TV Review: Messiah (2001)

The first series of Messiah only occasionally shows its age, mostly remaining a powerfully effective serial killer drama and franchise opener  

“Maybe we’re getting too bogged and missed the connection”

Whilst theatre is off the menu, at least to the extent that I used to consume it, I have enjoyed being in of an evening and watching a lot more TV than I have done for a long time. And seeking the comfort of nostalgia, I’ve been delving into some of the shows that I enjoyed in the past – this week’s fun and games is the Messiah series.

Based on Boris Starling’s highly successful debut novel, the first series of Messiah (well, two feature-length episodes) holds up well nearly 20 years after it aired. And you can see the influence it has had on shows like Luther and River to name just a couple, as its gritty realism aligns with this country’s obsession with serial killer serials.

Your gruff detective is Ken Stott’s DCI Red Metcalfe who has flashbacks, a troubled family life and a police department leaking stories to the press, even before he’s landed with a series of puzzling and brutal murders of men with their tongues cut out. The connection, as his team eventually figure out, is that they are being killed in the manner of the twelve apostles and they even figure out a timetable but with little to no clues to go on, the gore levels keep rising.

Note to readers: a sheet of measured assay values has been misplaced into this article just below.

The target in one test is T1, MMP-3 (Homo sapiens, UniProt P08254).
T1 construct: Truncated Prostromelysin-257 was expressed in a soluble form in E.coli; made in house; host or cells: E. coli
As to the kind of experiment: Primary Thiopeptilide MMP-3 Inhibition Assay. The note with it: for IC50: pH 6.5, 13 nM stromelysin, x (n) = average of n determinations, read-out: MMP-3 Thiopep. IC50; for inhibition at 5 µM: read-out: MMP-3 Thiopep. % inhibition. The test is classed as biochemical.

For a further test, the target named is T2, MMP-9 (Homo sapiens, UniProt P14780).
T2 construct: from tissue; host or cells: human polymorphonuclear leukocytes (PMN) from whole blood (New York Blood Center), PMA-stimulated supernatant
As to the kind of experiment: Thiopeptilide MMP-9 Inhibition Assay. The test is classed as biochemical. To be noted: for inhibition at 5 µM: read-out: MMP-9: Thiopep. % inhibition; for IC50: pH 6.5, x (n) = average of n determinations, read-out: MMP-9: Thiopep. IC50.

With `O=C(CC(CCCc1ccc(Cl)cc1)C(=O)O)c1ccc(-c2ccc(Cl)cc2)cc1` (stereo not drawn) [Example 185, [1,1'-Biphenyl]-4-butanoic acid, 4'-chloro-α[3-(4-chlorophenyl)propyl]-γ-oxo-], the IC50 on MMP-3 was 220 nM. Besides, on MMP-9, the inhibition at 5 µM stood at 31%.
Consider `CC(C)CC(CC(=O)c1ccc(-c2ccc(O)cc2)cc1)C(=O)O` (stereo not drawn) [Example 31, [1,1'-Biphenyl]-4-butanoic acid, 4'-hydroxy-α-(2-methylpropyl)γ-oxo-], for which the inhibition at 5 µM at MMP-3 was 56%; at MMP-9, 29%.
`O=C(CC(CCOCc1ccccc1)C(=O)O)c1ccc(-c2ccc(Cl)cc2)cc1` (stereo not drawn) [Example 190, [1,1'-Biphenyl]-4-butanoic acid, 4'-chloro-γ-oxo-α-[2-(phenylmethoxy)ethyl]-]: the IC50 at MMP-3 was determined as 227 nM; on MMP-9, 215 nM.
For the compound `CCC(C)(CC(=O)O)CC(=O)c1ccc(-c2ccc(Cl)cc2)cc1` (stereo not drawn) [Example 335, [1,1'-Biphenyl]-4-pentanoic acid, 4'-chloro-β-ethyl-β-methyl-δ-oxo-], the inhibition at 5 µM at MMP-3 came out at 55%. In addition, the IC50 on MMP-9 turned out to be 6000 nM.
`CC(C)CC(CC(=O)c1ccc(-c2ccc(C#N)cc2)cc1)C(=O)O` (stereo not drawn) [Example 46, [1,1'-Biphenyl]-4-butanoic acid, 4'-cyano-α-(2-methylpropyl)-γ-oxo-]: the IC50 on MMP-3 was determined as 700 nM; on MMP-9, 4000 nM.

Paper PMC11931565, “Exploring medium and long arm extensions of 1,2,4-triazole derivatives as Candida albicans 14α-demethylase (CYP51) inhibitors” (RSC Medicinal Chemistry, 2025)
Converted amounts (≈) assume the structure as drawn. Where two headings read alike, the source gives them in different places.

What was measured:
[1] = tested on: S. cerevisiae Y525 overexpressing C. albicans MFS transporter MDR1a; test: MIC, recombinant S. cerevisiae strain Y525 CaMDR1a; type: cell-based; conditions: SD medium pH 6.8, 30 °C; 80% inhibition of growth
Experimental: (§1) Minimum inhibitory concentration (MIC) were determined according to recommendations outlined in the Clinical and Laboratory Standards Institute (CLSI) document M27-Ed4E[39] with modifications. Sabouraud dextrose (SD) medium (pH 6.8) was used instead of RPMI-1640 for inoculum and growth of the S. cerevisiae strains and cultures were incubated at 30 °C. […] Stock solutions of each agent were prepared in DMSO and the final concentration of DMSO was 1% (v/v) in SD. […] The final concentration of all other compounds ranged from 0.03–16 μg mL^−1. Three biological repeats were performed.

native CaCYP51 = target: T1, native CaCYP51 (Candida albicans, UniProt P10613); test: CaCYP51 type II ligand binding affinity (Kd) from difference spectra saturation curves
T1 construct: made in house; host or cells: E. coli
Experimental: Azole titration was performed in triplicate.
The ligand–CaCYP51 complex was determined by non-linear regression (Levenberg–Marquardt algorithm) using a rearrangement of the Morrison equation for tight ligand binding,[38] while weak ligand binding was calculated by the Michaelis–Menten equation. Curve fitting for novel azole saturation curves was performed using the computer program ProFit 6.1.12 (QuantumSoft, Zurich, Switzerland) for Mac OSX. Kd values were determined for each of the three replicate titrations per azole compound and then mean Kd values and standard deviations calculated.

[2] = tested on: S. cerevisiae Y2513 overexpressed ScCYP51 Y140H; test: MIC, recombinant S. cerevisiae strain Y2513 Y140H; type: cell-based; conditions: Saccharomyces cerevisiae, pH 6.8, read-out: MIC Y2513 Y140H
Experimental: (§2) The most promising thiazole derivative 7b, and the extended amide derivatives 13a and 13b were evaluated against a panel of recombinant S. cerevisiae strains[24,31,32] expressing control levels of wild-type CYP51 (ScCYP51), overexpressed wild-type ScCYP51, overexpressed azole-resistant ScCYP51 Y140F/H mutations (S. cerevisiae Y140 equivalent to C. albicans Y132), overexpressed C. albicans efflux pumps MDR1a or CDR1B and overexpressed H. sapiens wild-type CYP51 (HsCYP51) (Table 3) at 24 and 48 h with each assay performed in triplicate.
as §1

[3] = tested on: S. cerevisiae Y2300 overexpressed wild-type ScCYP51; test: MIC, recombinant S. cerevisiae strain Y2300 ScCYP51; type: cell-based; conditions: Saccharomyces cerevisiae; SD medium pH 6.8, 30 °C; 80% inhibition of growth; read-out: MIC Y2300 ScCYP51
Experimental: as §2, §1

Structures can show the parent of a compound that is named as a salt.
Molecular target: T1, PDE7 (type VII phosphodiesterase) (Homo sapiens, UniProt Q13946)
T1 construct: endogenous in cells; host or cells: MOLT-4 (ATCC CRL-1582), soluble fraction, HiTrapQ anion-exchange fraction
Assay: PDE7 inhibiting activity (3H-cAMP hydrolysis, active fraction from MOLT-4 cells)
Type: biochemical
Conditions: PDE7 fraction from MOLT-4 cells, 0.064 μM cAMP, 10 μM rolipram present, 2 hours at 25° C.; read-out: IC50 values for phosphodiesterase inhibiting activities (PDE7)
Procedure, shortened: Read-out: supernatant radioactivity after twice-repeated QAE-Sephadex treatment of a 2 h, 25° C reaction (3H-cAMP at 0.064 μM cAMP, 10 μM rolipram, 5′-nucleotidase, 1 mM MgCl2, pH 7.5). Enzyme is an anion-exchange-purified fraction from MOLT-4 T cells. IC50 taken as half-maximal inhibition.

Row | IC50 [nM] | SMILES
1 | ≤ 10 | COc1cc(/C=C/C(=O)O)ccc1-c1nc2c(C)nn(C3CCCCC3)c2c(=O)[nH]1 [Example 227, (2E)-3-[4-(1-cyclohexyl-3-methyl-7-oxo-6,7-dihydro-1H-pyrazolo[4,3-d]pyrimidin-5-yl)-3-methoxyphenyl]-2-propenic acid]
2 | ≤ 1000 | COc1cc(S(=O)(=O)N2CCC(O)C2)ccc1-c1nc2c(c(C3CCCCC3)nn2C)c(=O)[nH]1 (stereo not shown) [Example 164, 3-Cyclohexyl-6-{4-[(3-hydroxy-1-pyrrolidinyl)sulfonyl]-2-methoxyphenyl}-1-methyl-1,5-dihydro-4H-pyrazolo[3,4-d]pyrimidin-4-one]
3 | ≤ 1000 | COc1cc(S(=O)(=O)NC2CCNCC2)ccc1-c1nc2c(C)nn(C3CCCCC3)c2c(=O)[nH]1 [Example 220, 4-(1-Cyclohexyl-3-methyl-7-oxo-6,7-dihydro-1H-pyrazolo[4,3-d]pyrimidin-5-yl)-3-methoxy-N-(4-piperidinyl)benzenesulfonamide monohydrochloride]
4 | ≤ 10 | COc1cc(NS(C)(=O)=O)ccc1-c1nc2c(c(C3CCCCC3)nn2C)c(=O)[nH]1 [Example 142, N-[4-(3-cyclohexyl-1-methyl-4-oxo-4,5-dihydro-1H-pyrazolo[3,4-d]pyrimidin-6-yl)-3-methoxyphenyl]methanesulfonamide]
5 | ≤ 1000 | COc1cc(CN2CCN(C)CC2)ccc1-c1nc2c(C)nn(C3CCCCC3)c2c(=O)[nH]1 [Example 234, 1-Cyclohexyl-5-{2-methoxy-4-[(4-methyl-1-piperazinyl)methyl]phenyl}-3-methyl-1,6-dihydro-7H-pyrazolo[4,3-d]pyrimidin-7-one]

I remember the show vividly so I could recall whodunnit from the off but there’s something pleasing about still be as entertained by the show with all its twists and turns and copious red herrings. Frances Grey and Jamie Draven are good as the young detectives but Neil Dudgeon is excellent as a broke, gambling addict divorced from Gillian Taylforth who is barely clinging on to his position as DI. And as startling as it is, there’s something authentic about the bluntly homophobic and misogynistic manner of the police force as shown here. Chillingly entertaining.

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